Collision cross section (CCS) measurement of lipids using traveling wave ion mobility-mass spectrometry (TWIM-MS) is of high interest to the lipidomics field. However, currently available calibrants for CCS measurement using TWIM are predominantly peptides that display quite different physical properties and gas-phase conformations from lipids, which could lead to large CCS calibration errors for lipids. Here we report the direct CCS measurement of a series of phosphatidylcholines (PCs) and phosphatidylethanolamines (PEs) in nitrogen using a drift tube ion mobility (DTIM) instrument and an evaluation of the accuracy and reproducibility of PCs and PEs as CCS calibrants for phospholipids against different classes of calibrants, including polyalanine (PolyAla), tetraalkylammonium salts (TAA), and hexakis(fluoroalkoxy)phosphazines (HFAP), in both positive and negative modes in TWIM-MS analysis. We demonstrate that structurally mismatched calibrants lead to larger errors in calibrated CCS values while the structurally matched calibrants, PCs and PEs, gave highly accurate and reproducible CCS values at different traveling wave parameters. Using the lipid calibrants, the majority of the CCS values of several classes of phospholipids measured by TWIM are within 2% error of the CCS values measured by DTIM. The development of phospholipid CCS calibrants will enable high-accuracy structural studies of lipids and add an additional level of validation in the assignment of identifications in untargeted lipidomics experiments.
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MeSH Terms
Automatic tracking of intraoperative brain surface displacements in brain tumor surgery.
Kumar AN, Miga MI, Pheiffer TS, Chambless LB, Thompson RC, Dawant BM
(2014) Conf Proc IEEE Eng Med Biol Soc 2014: 1509-12
MeSH Terms: Algorithms, Brain, Brain Mapping, Brain Neoplasms, Calibration, Humans, Image Processing, Computer-Assisted, Imaging, Three-Dimensional, Microscopy, Video, Models, Statistical, Neurosurgery, Neurosurgical Procedures, Reproducibility of Results, Surgery, Computer-Assisted, Video Recording
Show Abstract · Added February 12, 2015
In brain tumor surgery, soft-tissue deformation, known as brain shift, introduces inaccuracies in the application of the preoperative surgical plan and impedes the advancement of image-guided surgical (IGS) systems. Considerable progress in using patient-specific biomechanical models to update the preoperative images intraoperatively has been made. These model-update methods rely on accurate intraoperative 3D brain surface displacements. In this work, we investigate and develop a fully automatic method to compute these 3D displacements for lengthy (~15 minutes) stereo-pair video sequences acquired during neurosurgery. The first part of the method finds homologous points temporally in the video and the second part computes the nonrigid transformation between these homologous points. Our results, based on parts of 2 clinical cases, show that this speedy and promising method can robustly provide 3D brain surface measurements for use with model-based updating frameworks.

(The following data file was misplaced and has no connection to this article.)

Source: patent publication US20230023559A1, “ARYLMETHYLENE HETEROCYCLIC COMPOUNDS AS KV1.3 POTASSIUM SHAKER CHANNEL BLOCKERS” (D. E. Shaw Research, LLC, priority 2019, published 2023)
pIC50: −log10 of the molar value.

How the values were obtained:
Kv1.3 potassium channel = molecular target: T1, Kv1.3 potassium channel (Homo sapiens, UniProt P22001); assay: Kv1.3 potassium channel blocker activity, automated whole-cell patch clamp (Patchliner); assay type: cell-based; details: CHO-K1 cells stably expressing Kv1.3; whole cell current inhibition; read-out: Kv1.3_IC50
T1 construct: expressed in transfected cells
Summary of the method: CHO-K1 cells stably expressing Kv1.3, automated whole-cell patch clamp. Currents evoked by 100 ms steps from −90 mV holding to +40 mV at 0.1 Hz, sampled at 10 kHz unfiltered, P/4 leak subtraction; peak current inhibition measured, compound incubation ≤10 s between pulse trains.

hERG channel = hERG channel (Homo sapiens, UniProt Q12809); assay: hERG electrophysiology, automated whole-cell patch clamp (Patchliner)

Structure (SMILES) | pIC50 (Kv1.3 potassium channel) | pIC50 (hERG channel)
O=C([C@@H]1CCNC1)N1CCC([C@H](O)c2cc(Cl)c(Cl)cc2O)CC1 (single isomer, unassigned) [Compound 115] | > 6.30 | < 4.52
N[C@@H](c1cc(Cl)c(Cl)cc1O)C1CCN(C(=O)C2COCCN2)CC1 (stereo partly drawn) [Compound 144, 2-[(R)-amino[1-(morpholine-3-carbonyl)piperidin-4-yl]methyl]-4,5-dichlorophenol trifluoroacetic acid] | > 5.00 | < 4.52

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15 MeSH Terms
Standardizing accelerometer-based activity monitor calibration and output reporting.
Coolbaugh CL, Hawkins DA
(2014) J Appl Biomech 30: 594-7
MeSH Terms: Acceleration, Accelerometry, Calibration, Equipment Failure Analysis, Reference Standards, Reproducibility of Results, Sensitivity and Specificity, Transducers, United States
Show Abstract · Added September 15, 2014
Wearable accelerometer-based activity monitors (AMs) are used to estimate energy expenditure and ground reaction forces in free-living environments, but a lack of standardized calibration and data reporting methods limits their utility. The objectives of this study were to (1) design an inexpensive and easily reproducible AM testing system, (2) develop a standardized calibration method for accelerometer-based AMs, and (3) evaluate the utility of the system and accuracy of the calibration method. A centrifuge-type device was constructed to apply known accelerations (0-8g) to each sensitive axis of 30 custom and two commercial AMs. Accelerometer data were recorded and matrix algebra and a least squares solution were then used to determine a calibration matrix for the custom AMs to convert raw accelerometer output to units of g's. Accuracy was tested by comparing applied and calculated accelerations for custom and commercial AMs. AMs were accurate to within 4% of applied accelerations. The relatively inexpensive AM testing system (< $100) and calibration method has the potential to improve the sharing of AM data, the ability to compare data from different studies, and the accuracy of AM-based models to estimate various physiological and biomechanical quantities of interest in field-based assessments of physical activity.